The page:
The above preview is unformatted text

This student written piece of work is one of many that can be found in our International Baccalaureate World Literature section.

Found what you're looking for?

  • Start learning 29% faster today
  • 150,000+ documents available
  • Just £6.99 a month

Not the one? Search for your essay title...
  • Join over 1.2 million students every month
  • Accelerate your learning by 29%
  • Unlimited access from just £6.99 per month

See related essaysSee related essays

Related International Baccalaureate World Literature essays

  1. Free essay

    How is morality used to promote justice in Antigone and The Visit?

    lived in (prostitution, depression and corruption being common themes in the play's time period). The situation she faces for corrupting and bribing a society into murder also influences her sense of personal justice. The four examples of Creon, Claire Zachanassian, Mayor and Ill influenced moralities illustrate how certain factors affect the morality of each and every character in both plays.

  2. Desire Under the Elms is the last of ONeils naturalistic plays written in three ...

    Seeing it as their father's way of keeping them from inheriting the farm, Simeon and Peter once again bring up the idea of leaving to California again. Scene Four It is the next day. Simeon and Peter leave the house to start work, but stop and change their minds since their father has remarried.

  1. The arras in Shakespeare. From the tiny glimpse of Shakespearean plays I have studied ...

    dramatic irony know what he does not; that in fact he is the one being played. To add further humour to his arrogance the director could have made him poorly hidden with his round stomach giving him away. Shakespeare continues this theme of comedy when Falstaff has to be hidden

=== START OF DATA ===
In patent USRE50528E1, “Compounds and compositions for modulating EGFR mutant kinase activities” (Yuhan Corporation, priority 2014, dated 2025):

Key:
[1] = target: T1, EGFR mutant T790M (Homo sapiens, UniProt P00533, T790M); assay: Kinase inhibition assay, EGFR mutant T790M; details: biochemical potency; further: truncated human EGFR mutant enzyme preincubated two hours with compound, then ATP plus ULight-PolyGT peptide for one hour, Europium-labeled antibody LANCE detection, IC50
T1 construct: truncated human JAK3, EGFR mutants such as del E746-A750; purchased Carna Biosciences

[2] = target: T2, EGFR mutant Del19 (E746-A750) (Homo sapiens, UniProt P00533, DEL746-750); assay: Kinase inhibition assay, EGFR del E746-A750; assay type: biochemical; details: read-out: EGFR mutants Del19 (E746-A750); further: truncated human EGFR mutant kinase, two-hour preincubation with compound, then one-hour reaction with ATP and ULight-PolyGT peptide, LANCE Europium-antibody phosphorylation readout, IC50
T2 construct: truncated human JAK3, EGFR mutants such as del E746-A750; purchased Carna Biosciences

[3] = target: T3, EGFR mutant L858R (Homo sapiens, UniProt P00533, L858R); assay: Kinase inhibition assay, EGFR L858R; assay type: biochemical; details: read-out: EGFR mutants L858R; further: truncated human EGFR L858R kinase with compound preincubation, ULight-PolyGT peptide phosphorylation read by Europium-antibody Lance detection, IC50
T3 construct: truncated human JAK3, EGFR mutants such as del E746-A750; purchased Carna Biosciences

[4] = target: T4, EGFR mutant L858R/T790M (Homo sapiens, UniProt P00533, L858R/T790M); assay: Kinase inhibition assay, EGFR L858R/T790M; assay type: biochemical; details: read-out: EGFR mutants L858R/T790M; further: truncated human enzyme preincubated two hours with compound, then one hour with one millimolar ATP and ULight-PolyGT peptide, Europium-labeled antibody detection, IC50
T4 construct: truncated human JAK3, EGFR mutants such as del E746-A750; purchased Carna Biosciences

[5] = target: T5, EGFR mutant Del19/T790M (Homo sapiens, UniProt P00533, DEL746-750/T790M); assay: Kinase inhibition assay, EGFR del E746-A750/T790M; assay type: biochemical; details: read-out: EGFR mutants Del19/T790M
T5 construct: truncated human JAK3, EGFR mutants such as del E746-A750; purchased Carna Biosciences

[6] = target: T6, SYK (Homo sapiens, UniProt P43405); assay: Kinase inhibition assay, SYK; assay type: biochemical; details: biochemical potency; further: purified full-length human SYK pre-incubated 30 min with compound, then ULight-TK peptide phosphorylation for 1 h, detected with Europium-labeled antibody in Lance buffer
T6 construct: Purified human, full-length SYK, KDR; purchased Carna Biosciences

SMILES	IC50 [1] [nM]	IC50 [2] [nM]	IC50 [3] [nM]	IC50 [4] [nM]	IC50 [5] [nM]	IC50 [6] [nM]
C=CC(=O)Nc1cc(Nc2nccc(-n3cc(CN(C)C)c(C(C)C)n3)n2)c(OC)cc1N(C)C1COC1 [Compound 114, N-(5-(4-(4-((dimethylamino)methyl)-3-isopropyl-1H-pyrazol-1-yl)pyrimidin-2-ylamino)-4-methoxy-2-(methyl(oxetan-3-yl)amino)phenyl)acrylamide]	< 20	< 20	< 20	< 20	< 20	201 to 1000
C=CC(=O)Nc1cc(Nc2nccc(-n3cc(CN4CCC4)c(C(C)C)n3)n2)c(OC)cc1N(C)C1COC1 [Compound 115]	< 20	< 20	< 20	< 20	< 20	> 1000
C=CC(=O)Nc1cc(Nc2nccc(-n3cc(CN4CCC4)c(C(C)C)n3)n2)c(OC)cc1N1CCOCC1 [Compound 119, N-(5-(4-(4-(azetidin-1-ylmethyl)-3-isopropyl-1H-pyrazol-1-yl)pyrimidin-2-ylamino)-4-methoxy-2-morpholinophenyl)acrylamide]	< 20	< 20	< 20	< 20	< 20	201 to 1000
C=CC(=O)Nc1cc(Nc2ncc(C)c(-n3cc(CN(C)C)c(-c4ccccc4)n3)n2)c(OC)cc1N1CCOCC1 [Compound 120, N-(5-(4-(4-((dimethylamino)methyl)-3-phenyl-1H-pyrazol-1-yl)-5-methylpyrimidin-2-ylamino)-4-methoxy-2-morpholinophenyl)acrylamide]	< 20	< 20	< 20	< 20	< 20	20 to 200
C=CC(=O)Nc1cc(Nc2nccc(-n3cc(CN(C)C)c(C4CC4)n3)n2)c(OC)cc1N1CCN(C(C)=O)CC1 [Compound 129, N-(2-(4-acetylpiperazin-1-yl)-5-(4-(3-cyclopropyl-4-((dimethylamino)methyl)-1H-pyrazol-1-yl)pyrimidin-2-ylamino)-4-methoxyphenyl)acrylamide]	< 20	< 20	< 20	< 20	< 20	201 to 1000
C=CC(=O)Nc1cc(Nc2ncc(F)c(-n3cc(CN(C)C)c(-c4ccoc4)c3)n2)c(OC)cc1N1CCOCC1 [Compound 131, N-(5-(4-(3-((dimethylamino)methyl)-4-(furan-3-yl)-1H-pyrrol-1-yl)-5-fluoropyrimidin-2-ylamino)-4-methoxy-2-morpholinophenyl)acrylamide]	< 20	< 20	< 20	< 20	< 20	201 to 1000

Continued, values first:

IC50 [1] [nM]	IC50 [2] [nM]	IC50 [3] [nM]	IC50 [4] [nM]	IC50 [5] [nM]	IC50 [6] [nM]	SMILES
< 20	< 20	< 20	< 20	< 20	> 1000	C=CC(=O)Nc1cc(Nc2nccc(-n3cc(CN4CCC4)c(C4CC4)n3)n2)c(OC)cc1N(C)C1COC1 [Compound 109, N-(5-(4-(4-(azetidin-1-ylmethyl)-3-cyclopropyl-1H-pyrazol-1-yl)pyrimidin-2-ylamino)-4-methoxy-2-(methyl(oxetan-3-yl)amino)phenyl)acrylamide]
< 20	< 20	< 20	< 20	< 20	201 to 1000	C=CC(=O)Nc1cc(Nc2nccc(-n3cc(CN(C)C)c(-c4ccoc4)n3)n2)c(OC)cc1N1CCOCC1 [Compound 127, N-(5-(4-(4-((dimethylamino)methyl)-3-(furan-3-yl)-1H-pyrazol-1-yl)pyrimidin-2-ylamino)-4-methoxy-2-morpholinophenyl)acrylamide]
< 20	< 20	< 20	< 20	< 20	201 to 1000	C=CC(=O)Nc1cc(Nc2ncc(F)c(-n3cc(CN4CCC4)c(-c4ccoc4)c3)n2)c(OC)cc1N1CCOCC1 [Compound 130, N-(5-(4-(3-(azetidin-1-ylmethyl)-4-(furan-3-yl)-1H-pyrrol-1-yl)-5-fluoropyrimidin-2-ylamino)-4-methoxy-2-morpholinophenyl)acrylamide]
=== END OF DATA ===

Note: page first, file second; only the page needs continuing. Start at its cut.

2. Female roles in Sir Gawain and The Green Knight

    -?the most wonderful women to have walked in this world;/ as they pressed forward to offer their presents,/teasing with frivolous favours and forfeits,/ till those ladies who lost couldn?t help but laugh,/ and the defeated are far from forlorn? (Armitage, line52,67-70).

  1. Annotations for Seabiscuit by Laura Hillenbrand

    He lived there day and night; he even slept with the horses! Horses became less popular and automobiles were everywhere. Many were moving forward in technology, but Smith stayed in his comfort, horses. ?Ten Ton? Irwin weighed 400-540 pounds. Irwin ran a Wild West show in the summer and a racing stable in the winter.

  2. Commentary on the poem " Wife Hits Moose".

    violence of the third stanza where there is a sense of running a dine, excitement, and fear. There is a slow pace within the first stanza, which conveys a sense of mysteriousness as the moose readjust itself out of the water as it ?lifts its heavy, primordial jaw, dripping from

  • Over 160,000 pieces
    of student written work
  • Annotated by
    experienced teachers
  • Ideas and feedback to
    improve your own work